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Arethusa 35.3 (2002) 381-402
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Ovidian Personae in Statius'sThebaid
Contemporary discussion of Statius's Thebaid is particularly concerned with elucidating the Flavian poet's debt to Vergil in the Aeneid in terms of structure, thematics, and poetics. 1 Indeed, the adulatory tone of Statius's explicit references to Vergil may be said to invite such critical scrutiny into the relation between the two poets (Theb. 10.447-48, 12.816-17). In addition to sustained engagement with Vergil's Aeneid in the Thebaid, however, many critics have observed a pervasive debt to Ovid, especially the Metamorphoses. 2 Thus David Vessey notes (1973.120) that the Thebaid, like the Metamorphoses, "is a 'carmen perpetuum,' 'a blend of continuity and change,' in which there is constant movement, delicate articulation and unbroken development," while Carole Newlands (2002) prefaces a stimulating exploration of Statius's adaptation of Ovidian techniques of landscape representation in the Thebaid with the observation that "aitiological myth, internal narrators, an emphasis on female experience and on psychological effects, subtle transitions, a dysfunctional pantheon, the participation of personifications in the narrative . . . are features that Ovid's epic and Statius's share." In this study, I wish to examine further one feature of the Flavian epicist's debt to Ovid's Metamorphoses, his adaptation of Ovidian characters and techniques of characterization in the Thebaid. Particular attention will be paid to Statius's characterization of the leading members of the House of Oedipus (Oedipus, Polynices, Eteocles, and Creon), the Argive [End Page 381] heroes Tydeus and Parthenopaeus, the Fury Tisiphone, and the Theban seer Tiresias.
Statius implicitly acknowledges a debt to Ovid's Metamorphoses at the outset of his poem in a proem that reviews the history of Thebes that he will not narrate (Theb. 1.4-17): 3
gentisne canam primordia dirae,
Sidonios raptus et inexorabile pactum
legis Agenoreae scrutantemque aequora Cadmum?
longa retro series, trepidum si Martis operti
agricolam infandis condentem proelia sulcis
expediam penitusque sequar, quo carmine muris
iusserit Amphion Tyrios accedere montes,
unde graues irae cognata in moenia Baccho,
quod saeuae Iunonis opus, cui sumpserit arcus
infelix Athamas, cur non expaverit ingens
Ionium socio casura Palaemone mater.
atque adeo iam nunc gemitus et prospera Cadmi
praeteriisse sinam: limes mihi carminis esto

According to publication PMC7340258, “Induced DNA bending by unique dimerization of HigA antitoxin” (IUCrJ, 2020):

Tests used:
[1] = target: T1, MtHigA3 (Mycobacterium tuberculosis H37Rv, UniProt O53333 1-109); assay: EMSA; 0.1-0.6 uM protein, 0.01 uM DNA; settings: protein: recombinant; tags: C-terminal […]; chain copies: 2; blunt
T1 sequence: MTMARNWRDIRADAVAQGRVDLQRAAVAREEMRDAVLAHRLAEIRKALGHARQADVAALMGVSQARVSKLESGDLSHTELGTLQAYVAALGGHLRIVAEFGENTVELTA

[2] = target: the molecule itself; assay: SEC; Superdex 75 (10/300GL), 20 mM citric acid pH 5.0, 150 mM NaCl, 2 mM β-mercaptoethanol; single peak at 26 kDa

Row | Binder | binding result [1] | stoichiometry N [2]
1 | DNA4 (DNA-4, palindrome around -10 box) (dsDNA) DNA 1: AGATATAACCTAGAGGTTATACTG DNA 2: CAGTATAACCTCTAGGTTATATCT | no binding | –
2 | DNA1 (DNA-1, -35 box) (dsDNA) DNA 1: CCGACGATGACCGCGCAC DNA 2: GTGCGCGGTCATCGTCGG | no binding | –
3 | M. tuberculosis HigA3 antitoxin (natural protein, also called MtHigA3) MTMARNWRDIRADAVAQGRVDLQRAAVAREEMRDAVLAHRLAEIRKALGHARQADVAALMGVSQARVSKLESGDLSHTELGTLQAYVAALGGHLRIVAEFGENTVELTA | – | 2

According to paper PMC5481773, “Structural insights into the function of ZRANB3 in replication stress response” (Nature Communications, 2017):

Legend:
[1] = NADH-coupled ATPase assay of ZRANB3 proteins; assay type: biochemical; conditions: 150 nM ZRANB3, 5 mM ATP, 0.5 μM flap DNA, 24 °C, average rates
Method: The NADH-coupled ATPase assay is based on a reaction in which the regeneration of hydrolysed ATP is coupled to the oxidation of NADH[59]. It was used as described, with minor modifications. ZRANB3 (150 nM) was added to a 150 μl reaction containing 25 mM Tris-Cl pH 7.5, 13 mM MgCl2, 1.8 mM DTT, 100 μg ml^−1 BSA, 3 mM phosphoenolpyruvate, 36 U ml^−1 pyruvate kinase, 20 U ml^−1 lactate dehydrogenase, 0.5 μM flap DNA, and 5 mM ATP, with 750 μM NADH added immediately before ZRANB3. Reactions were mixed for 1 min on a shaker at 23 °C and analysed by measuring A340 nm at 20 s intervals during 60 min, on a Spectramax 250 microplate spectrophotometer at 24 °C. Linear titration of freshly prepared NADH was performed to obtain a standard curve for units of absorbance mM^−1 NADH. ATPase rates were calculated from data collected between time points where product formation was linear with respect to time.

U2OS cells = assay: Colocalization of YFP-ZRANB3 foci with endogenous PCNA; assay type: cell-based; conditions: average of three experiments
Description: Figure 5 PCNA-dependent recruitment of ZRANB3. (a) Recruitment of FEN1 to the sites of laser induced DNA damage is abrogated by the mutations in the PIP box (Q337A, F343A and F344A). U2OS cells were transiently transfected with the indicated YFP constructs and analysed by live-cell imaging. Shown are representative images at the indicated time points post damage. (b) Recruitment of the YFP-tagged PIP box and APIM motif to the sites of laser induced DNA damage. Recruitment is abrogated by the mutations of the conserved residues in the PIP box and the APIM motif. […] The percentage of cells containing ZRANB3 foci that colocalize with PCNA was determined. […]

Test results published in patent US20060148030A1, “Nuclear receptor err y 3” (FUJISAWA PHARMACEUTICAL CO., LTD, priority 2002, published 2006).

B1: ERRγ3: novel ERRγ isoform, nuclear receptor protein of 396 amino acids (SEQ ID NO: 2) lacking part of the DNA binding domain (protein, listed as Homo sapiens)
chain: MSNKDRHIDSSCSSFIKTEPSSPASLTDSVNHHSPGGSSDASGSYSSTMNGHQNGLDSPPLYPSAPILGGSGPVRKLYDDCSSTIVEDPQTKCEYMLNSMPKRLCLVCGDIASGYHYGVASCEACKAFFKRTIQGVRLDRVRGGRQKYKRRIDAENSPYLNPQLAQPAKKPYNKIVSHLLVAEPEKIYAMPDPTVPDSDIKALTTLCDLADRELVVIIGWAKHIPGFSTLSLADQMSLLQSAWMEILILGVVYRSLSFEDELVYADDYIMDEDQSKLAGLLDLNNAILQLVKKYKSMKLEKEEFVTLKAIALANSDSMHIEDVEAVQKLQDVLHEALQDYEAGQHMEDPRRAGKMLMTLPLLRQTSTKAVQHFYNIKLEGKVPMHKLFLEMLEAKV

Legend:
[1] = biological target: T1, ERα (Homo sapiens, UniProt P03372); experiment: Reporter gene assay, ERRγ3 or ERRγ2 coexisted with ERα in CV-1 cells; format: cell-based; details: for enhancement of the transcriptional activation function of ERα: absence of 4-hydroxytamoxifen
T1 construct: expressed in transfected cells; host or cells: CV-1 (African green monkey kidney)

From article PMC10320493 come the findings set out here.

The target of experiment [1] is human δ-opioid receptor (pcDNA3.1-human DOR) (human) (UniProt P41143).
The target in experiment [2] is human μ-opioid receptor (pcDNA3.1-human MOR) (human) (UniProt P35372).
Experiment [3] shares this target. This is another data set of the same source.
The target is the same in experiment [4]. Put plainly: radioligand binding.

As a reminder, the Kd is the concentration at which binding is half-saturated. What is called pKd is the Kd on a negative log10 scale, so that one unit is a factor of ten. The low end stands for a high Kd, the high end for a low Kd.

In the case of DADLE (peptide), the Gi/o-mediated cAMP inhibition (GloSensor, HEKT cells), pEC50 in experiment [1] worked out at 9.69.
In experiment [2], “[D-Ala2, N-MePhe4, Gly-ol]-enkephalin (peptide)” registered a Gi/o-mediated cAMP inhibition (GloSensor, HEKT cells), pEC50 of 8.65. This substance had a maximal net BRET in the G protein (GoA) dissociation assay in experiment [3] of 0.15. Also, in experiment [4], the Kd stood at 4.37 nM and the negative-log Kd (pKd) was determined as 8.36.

Oedipodae confusa domus.
Shall I sing the origins of the dread family, the seizure of the Sidonian maiden, the relentless terms of Agenor's ruling, and Cadmus searching the sea? The line runs far back, if I unfold the tale of the anxious farmer of hidden war who sowed battle lines in accursed furrows and then press on with the incantation by which Amphion bade the Tyrian mountains contribute to the city walls; the source of Bacchus's harsh anger against his relatives' city; the deed of savage Juno; the target against whom unfortunate Athamas took up his bow; the reason why Ino did not blanch at the huge Ionian sea when she leapt in with her son Palaemon. And so now I shall allow the sorrows and successes of Cadmus to pass by: let the turbulent house of Oedipus be the path of my song. [End Page 382]
The subjects Statius eschews constitute the core of Ovid's Theban narrative, spanning the third and fourth books of the Metamorphoses (2.836-4.603). 4 Indeed, with the exception of Amphion, the characters catalogued by Statius here receive their fullest treatment in extant Latin literature in Ovid's Theban history. 5 Even Amphion, although he plays no role in Ovid's "Thebaid," appears in Metamorphoses 6 as king of Thebes and husband of the unfortunate Niobe (6.221, 271, 402), in an episode that reprises the themes of the earlier Theban narrative.
Statius signals his engagement with his predecessor not only in his catalogue of Ovid's Theban subjects but also in his diction. Philip Hardie remarks (1990.226 n. 13) that the "'longa retro series' of Stat. Theb. 1.4-16 is virtually a summary of Ovid's Theban books" 6 and compares the phrasing of Ovid's retrospective summary of his Theban tales: serieque malorum ("a...